I have encountered the phrase "due diligence" in the business world. The usage examples I have seen (mostly emails) cannot exactly be considered grammatical canon. An internet search produces ...
3
votes
3answers
4k views

Isle vs. Island

Some islands are called isle like "Isle of Man", "Isle of Tortuga" and the "British Isles". Other islands are called island, like "Island of Malta" or "Island of Cyprus". What is the difference ...
2
votes
2answers
137 views

Is there a rule or something, that explain where to put ''even''?

You don't even have a chance. You don't have even a chance. You even don't have a chance. You had no chance. (where?)
0
votes
2answers
147 views

Strange sentence structure from a piece by Paula Gunn Allen

This lesson is in a pattern book. I want to know why the word about is repeated quite a few times in the text: My mother told me stories about cooking and childbearing; she told me stories ...
0
votes
4answers
4k views

Do we ask for check or cheque in restaurants?

I know there is a related question asked here. But its slightly different than it and seeking more information. I live in India, I have been to America couple of times. In my first trip it was ...
37
votes
8answers
5k views

Can I “wear an umbrella”?

Does it make sense to say the following? Yesterday I wore an umbrella and a coat.
10
votes
3answers
3k views

Et cetera vs Et al

Probably one of the most used word around is et cetera. I also come across people substituting et al for etc. Google says me that both of them more or less give away the same meaning 'and the others'. ...
39
votes
6answers
3k views

How long can you say “the late so and so”?

When you refer to the deceased, you say "the late so and so." How long can you say that? Is JFK referred to as the late John F. Kennedy? How about Abraham Lincoln?
16
votes
2answers
13k views

People's names as names for genitalia?

How did Peter, the surname, Johnson, and the nicknames for William(Willy) and Richard(Dick), come to mean penis? Was the first instance of these usages, related to a specific person? Are there more ...
14
votes
1answer
843 views

On the usage of “etcetera”

In Spanish, we use the word etcétera at the end of an enumeration to imply there are more things to mention, which may (or not) be important, but they will be omitted. Thus, I was fairly surprised ...
12
votes
8answers
10k views

Do native English speakers use the word “touristic”?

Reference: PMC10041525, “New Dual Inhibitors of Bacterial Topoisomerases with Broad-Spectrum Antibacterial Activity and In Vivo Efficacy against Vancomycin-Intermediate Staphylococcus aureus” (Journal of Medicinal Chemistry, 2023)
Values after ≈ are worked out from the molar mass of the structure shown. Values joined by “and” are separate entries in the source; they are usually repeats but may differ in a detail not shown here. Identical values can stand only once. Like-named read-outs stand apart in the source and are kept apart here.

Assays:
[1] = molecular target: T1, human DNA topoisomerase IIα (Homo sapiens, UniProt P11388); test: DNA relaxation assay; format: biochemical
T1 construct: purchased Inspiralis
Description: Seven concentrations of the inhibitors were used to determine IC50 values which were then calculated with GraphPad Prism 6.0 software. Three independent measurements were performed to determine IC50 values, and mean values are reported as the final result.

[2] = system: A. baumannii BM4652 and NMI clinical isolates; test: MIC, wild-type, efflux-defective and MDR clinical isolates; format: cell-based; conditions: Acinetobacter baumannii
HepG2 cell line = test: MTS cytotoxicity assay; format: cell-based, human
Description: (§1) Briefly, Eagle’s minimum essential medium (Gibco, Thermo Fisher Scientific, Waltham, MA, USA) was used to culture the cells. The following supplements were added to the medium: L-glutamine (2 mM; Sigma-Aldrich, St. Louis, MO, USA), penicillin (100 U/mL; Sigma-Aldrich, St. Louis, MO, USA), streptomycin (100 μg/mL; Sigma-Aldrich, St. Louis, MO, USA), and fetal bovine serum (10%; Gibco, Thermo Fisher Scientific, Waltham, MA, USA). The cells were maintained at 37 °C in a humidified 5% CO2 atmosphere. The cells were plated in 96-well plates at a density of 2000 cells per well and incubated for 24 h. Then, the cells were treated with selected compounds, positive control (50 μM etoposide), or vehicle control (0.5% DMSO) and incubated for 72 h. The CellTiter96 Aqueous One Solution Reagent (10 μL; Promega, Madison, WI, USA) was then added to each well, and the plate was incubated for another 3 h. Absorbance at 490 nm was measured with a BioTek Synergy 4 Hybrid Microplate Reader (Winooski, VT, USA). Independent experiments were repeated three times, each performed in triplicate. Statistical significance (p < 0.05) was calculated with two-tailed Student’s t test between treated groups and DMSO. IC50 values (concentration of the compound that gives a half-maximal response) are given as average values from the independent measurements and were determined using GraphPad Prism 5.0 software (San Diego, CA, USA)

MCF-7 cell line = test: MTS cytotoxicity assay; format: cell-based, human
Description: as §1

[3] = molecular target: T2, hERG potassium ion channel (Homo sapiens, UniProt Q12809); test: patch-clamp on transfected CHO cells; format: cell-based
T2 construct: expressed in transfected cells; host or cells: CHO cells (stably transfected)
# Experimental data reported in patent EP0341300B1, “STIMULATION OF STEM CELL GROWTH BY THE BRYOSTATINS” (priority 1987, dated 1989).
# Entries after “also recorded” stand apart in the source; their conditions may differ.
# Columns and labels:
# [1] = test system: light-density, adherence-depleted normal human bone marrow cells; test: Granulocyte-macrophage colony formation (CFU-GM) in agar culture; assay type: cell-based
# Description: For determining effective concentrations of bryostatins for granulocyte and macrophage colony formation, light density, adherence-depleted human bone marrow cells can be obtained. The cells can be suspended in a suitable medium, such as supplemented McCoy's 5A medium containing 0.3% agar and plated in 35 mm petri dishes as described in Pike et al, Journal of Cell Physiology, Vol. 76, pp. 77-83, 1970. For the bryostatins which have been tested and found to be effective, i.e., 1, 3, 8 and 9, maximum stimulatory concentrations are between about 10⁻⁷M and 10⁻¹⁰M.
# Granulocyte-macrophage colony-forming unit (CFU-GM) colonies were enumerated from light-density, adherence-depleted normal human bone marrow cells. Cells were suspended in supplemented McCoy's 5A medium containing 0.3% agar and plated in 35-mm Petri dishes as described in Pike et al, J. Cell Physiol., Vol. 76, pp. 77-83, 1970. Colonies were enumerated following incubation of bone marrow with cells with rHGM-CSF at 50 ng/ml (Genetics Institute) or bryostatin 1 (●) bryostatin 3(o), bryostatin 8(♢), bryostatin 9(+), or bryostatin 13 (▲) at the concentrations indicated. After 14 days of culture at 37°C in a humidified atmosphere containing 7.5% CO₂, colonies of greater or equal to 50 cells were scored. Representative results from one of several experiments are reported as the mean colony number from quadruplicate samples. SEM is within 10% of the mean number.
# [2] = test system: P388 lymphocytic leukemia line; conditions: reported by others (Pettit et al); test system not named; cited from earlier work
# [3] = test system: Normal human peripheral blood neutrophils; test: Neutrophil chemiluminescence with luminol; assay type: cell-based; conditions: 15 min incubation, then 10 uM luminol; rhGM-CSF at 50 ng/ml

A word usage that always annoys me and feels like Euroenglish to me is "touristic". I don't believe I've ever seen it printed or heard it used by a native English speaker and I've travelled in most ...
8
votes
6answers
32k views

Madam vs. Ma'am

I suspect that the answer to this depends on region, so insights from multiple areas would be beneficial: It has been my impression that in the US addressing a woman as "Madam" is considered ...
5
votes
3answers
2k views

“At all” vs “Not at all” in negated sentences

If I say That makes sense to me. I would say definitively at all. That makes sense to me at all. But in the negated sentence I'm not sure. I've the feeling, that it is still at all. But if I say ...
5
votes
5answers
9k views

“Dear Professor” vs “Dear Mr”: differences between British and American usage

In British English, is it acceptable to address a professor as "Dear Professor X" when writing a formal or informal letter? Does it sound natural? Why I am asking this question: I was looking ...
4
votes
2answers
465 views

Is there a term/word for using an incorrect homophone

What would you call the following: Speak now or forever hold your piece.
19
votes
10answers
5k views

How should “deceptively” actually be used?

I'm not sure if this is a duplicate question, but I couldn't find anything on here on the topic. I can't seem to figure out what is actually meant when using the word "deceptive," or rather, what is ...
7
votes
5answers
40k views

Usage of 'Dear All'

Is it correct to use "Dear All" at the beginning of the e-mail, when you are writing to more than one person? It seems so informal to me. Is there any better way?
3
votes
2answers
1k views

Can “grammatical” mean “grammatically correct”? [closed]

I have been seeing phrases like, "That sentence isn't grammatical" etc. recently, and at first I wrote them off thinking, "Oh, well that technically isn't right, but I get what he's saying so I'm not ...